Tesla CEO Elon Musk said on Thursday the company will hold a shareholder vote to transfer its state of incorporation to Texas from Delaware, days after a judge invalidated his $56 billion pay package at the electric vehicle (EV) maker.
On Tuesday, Delaware judge Kathaleen McCormick called the 2018 share-based pay package, the largest in corporate America, "an unfathomable sum" that was unfair to shareholders and found it was negotiated by directors who appeared beholden to Musk.
"Never incorporate your company in the state of Delaware," Musk posted on social media X shortly after the ruling.
Musk's idea, should he actually go through with the vote, is not without risk. Legal experts said Musk would almost certainly be sued by investors if he tried to move the state of incorporation to Texas, particularly if it was seen as a move to secure his pay package rather than obtain some benefit for Tesla.
"Elon Musk's plan to change Tesla's state of incorporation from Delaware to Texas is typical behaviour for the entrepreneur who always looks for an alternative if he can't get what he wants," said Dan Coatsworth, investment analyst at AJ Bell.
The ruling is not the first time that Musk has suffered a setback in Delaware.
McCormick was the same judge who oversaw Twitter's July 2022 lawsuit against Musk after he tried to back out of his contract to buy the social media platform for $44 billion. The judge rejected his delaying tactics and Musk finally went through with the deal to buy the company.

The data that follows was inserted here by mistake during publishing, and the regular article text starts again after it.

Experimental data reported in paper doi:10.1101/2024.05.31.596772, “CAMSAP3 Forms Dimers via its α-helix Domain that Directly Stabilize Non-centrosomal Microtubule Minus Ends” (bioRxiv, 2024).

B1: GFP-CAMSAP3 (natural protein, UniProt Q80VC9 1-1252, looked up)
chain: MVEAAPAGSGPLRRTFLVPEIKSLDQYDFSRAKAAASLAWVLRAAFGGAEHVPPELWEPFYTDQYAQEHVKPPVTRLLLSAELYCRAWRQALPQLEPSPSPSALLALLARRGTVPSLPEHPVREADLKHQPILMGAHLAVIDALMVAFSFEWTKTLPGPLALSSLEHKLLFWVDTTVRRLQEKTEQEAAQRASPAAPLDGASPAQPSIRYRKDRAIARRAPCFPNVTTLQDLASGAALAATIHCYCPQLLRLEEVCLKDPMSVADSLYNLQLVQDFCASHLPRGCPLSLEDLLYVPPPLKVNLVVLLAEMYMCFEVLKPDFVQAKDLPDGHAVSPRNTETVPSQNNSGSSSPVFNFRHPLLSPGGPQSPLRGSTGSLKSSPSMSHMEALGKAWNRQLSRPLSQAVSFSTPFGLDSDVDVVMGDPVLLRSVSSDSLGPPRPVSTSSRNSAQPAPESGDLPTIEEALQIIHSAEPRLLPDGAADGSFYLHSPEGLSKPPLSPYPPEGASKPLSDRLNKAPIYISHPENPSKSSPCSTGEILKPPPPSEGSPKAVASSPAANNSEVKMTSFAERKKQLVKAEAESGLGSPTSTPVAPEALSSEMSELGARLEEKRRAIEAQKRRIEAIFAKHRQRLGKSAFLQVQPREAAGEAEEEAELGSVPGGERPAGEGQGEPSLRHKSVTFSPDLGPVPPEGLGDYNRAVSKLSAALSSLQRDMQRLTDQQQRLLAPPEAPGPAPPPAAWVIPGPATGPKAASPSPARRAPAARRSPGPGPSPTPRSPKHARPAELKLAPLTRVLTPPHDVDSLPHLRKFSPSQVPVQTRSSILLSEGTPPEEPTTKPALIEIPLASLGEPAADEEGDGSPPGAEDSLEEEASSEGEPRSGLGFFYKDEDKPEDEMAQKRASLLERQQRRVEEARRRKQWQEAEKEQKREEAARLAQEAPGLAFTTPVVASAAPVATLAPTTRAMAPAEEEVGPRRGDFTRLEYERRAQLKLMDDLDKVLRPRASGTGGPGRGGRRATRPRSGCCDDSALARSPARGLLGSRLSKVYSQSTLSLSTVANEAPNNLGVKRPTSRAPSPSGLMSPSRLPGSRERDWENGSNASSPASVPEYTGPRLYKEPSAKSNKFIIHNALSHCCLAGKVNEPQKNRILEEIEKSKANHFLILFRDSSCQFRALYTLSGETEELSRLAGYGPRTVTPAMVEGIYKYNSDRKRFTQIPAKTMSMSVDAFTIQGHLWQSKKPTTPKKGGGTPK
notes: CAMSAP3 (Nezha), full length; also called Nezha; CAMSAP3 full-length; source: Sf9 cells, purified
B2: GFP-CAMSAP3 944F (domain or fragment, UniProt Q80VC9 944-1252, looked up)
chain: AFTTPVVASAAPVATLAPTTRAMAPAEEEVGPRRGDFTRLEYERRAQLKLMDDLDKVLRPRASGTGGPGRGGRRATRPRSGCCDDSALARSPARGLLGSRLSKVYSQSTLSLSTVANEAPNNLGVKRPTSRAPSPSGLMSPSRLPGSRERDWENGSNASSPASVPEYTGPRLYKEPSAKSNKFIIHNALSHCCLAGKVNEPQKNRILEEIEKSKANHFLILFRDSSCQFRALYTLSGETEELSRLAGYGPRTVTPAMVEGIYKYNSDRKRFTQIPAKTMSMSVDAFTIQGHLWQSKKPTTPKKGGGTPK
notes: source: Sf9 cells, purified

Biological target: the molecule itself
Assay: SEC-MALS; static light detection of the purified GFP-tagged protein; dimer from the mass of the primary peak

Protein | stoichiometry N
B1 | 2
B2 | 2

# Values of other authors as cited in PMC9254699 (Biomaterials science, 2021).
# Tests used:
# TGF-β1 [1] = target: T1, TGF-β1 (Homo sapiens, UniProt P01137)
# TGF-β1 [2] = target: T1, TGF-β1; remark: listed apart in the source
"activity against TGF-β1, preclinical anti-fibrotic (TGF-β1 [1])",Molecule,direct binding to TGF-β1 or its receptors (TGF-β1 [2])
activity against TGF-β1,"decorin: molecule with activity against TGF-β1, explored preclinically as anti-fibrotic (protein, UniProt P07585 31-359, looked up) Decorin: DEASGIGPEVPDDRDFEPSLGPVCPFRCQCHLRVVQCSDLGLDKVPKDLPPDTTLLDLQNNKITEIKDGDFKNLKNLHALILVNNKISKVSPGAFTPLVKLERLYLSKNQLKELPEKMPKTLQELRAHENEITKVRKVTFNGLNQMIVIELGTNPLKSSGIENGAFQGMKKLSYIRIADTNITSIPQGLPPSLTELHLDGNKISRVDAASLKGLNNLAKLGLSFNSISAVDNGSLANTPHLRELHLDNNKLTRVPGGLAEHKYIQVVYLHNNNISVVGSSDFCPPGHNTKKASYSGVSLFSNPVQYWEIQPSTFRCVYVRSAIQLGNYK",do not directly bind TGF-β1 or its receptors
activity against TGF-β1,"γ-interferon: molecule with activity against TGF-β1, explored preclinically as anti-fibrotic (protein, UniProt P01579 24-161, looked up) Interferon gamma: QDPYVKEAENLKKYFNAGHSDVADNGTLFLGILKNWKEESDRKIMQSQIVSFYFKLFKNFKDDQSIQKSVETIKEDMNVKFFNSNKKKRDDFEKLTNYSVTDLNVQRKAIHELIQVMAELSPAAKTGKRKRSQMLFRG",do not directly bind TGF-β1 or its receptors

"Musk must believe that Texas judges are more 'business friendly' than their Delaware counterparts ... Musk must be assuming that Texas judges will, with the discretion they have to assess executive pay, take a more relaxed approach to the issue than Delaware judges," said Brian Cheffins, a professor of corporate law at Cambridge University.
"It is far from clear Texas judges will do so."
More than 65% of Fortune 500 companies and over half of all US publicly traded companies are incorporated in Delaware, lured by the state's business-friendly legal framework and tax policies, according to Harvard Business Services, a firm offering Delaware business formation services.
U.S. public companies look to incorporate in Delaware for access to the state's courts. Its corporate law places greater restraints on management and is more protective of investors than states like Nevada, making it cheaper for Delaware companies to raise capital.
TripAdvisor and its parent company are currently defending a lawsuit by their shareholders, who have challenged the company's plans to re-incorporate in Nevada from Delaware.
Musk has also recently said he would be uncomfortable growing the automaker to be a leader in artificial intelligence (AI) and robotics without having at least 25% voting control of the company, nearly double his current stake.
His stake was larger before his purchase of X, then known as Twitter, but he sold billions of dollars of shares in 2022 partly to help finance that $44 billion purchase.
MUSK AND TEXAS
Musk has more than a small interest in Texas.
He shifted Tesla's corporate headquarters from Palo Alto, California to Austin, Texas in 2021 after criticizing California's regulations and taxes, and also clashing with health officials at the start of the COVID-19 pandemic over reopening a factory in Fremont.
One of the EV maker's gigafactories is in Texas, where it is also planning an over $750 million expansion. It is also building a lithium refinery in the state, aiming to produce enough for about 1 million EVs by 2025.
Musk's other companies - SpaceX and The Boring Company - also have operations in Texas.
Musk, as he has done in the past, held a poll on X, and proclaimed that the 87% "yes" vote out of 1.1 million total votes was a deciding factor.
"The public vote is unequivocally in favor of Texas! Tesla will move immediately to hold a shareholder vote to transfer state of incorporation to Texas," Musk said on X.
Shares of Tesla rose 1% in trading before the bell.